Mr. Atkinson is survived by his son Reginald, daughter Pamela and two granddaughters. The family suggests that donations may be made to Walker Chapel United Methodist Church, P.O. Box 986, Fultondale, AL 35068.

Back to top

Terry Burke

Terry Burke, 89, known professionally as Terry Jean Kent, died on Feb. 4. While not a member of Local 802, she was a singer and percussionist and the widow of guitarist Mal Burke, an honor member of 802, who died in 1989. Ms. Burke was also the mother of Franni Burke, an active Local 802 pianist and singer.

She was an original member of Bob Hope’s U.S.O. tour during World War II. She was the lead singer for the Vocalettes, a female septet, who opened for the Ritz Brothers.

Ms. Burke was also a headliner at Cafe Dubonnet in Newark and Ernie’s Three Ring Circus in New York City, where Cy Coleman was sometimes her accompanist. Her signature song was “People Will Say We’re In Love.”

Besides her daughter Franni, Ms. Burke is survived by her son Bill, daughter-in-law Ann, grandchildren Carolyn and Brian, and great-grandsons Joshua and Reed Ogrosky. Her son Ronald died in 1981.

“Terry was also a Seventh Avenue hat model and was pre-law at Columbia University,” her daughter Franni told Allegro. “She was a woman way ahead of her time.”

Back to top

F. Marcella Eisenberg

F. Marcella Eisenberg, 88, a violinist and violist and an 802 member since 1942, died on Dec. 10, 2007.

Ms. Eisenberg had a lifelong career in New York, playing under the baton of Beecham, Stokowski, Bernstein, Barzin, Rudel and others.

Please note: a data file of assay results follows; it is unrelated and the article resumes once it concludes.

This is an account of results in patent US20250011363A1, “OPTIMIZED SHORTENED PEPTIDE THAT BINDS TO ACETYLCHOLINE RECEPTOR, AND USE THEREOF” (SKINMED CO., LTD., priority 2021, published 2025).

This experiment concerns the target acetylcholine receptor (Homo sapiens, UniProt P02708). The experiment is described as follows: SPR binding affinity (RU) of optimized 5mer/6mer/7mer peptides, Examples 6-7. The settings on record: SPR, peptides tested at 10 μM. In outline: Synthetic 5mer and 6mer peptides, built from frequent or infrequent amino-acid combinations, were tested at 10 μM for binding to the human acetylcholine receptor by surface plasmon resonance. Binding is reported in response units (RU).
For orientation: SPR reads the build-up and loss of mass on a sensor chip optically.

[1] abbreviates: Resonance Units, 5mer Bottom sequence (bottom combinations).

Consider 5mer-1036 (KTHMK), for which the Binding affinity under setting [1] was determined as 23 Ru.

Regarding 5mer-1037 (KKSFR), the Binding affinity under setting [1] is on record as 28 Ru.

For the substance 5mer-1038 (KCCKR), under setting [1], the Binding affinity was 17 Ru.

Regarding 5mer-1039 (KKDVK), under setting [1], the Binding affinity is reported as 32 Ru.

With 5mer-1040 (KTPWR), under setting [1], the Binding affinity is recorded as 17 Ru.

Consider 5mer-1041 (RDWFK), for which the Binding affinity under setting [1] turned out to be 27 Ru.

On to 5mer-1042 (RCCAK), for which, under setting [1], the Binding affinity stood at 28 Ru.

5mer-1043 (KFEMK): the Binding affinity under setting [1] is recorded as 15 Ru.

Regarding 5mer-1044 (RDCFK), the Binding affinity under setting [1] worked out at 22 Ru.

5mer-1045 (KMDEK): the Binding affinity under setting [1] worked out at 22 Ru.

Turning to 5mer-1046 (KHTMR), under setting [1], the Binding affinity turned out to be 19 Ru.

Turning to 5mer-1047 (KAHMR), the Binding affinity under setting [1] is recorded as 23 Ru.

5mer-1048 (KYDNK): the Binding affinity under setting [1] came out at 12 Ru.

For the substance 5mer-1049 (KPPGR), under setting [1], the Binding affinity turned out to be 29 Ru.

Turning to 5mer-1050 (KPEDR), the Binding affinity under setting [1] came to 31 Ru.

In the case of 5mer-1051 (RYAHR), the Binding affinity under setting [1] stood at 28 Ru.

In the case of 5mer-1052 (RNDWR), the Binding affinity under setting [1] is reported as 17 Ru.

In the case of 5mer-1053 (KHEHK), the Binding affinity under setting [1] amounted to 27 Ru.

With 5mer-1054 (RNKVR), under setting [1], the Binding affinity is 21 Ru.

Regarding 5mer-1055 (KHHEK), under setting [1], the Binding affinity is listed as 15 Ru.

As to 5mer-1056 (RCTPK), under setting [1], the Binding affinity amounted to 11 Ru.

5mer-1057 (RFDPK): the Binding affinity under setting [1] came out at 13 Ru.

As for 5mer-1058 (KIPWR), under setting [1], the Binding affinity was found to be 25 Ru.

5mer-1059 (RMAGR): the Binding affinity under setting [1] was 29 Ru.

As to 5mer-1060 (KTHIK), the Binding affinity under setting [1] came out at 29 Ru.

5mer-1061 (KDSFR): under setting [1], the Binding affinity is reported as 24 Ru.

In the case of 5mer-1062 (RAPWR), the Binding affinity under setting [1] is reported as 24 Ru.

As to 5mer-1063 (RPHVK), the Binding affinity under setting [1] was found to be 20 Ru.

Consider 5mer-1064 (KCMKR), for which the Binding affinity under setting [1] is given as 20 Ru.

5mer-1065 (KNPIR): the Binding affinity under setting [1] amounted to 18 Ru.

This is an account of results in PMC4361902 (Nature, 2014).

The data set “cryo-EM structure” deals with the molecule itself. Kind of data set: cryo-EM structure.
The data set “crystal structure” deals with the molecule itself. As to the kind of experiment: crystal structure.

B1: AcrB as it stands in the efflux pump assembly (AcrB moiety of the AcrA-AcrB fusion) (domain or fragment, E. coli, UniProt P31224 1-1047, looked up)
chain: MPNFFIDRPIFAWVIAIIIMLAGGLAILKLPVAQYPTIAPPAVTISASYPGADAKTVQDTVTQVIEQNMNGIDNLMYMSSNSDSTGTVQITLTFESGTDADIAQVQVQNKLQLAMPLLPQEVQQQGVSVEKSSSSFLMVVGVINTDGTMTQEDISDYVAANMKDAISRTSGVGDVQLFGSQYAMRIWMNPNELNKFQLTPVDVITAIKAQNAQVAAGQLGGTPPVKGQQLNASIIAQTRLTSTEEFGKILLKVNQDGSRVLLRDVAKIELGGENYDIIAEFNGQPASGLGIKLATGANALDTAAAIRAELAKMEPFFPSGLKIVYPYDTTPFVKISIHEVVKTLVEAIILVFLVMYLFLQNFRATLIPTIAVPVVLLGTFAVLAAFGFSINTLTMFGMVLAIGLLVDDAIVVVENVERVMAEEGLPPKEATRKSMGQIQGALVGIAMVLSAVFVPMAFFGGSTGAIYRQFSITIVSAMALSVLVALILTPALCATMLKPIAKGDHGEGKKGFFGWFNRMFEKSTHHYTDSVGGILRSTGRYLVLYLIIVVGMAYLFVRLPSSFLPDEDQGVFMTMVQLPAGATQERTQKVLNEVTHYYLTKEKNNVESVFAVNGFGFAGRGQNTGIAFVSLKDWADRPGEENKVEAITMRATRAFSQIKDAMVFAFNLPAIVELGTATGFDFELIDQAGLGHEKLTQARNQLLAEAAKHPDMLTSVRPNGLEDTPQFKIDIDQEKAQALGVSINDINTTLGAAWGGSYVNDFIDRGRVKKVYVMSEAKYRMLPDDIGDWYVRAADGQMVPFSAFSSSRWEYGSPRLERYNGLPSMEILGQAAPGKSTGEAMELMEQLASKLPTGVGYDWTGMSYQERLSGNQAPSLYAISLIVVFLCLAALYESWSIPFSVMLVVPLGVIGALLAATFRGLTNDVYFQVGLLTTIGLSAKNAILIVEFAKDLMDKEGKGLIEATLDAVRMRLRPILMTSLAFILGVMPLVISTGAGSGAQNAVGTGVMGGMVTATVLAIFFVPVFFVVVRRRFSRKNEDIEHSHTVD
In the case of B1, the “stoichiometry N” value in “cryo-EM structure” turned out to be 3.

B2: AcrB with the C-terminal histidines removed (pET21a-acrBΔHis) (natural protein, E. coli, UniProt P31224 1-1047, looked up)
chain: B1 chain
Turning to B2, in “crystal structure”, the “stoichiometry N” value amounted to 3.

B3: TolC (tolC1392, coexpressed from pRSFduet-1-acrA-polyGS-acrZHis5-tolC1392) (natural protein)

Her debut concert was at Town Hall in 1950, after which she played in the first two Prades festivals, led by Pablo Casals in southern France.

Later, Ms. Eisenberg joined the musical staff of WQXR and the faculty of Sarah Lawrence and Mannes.

Because of her love of chamber music, she founded the Eisenberg String Quartet, which performed in New York schools and all along the Eastern seaboard. The quartet was invited to perform for the Kennedy children at the White House.

In 1980, Ms. Eisenberg moved to Chicago where she recorded jingles.

Ms. Eisenberg is survived by her sister Gloria Boyell, niece Paula Palmer, nephew Jeffrey Boyell, grandniece Rachel Palmer and grandnephew Adam Palmer.

Back to top

Billy Giddens

David Billy Giddens, 83, a jazz pianist and arranger, and an 802 member since 1944, died on Dec. 8.

Born in rural Georgia and raised in Lakeland, Florida, he studied piano with his aunt and as a teenager formed his own band, playing in and around the Lakeland area. He continued his career in music while attending the University of Florida.

Mr. Giddens first came to New York in 1944 with his friend and fellow musician, saxophonist Brew Moore, and quickly fell in love with bebop and the excitement of the music scene here. After spending several formative years gigging around New York City, he went out on the road for a number of years, both with his own group and several big bands, including those led by Art Mooney and Burt Massengill.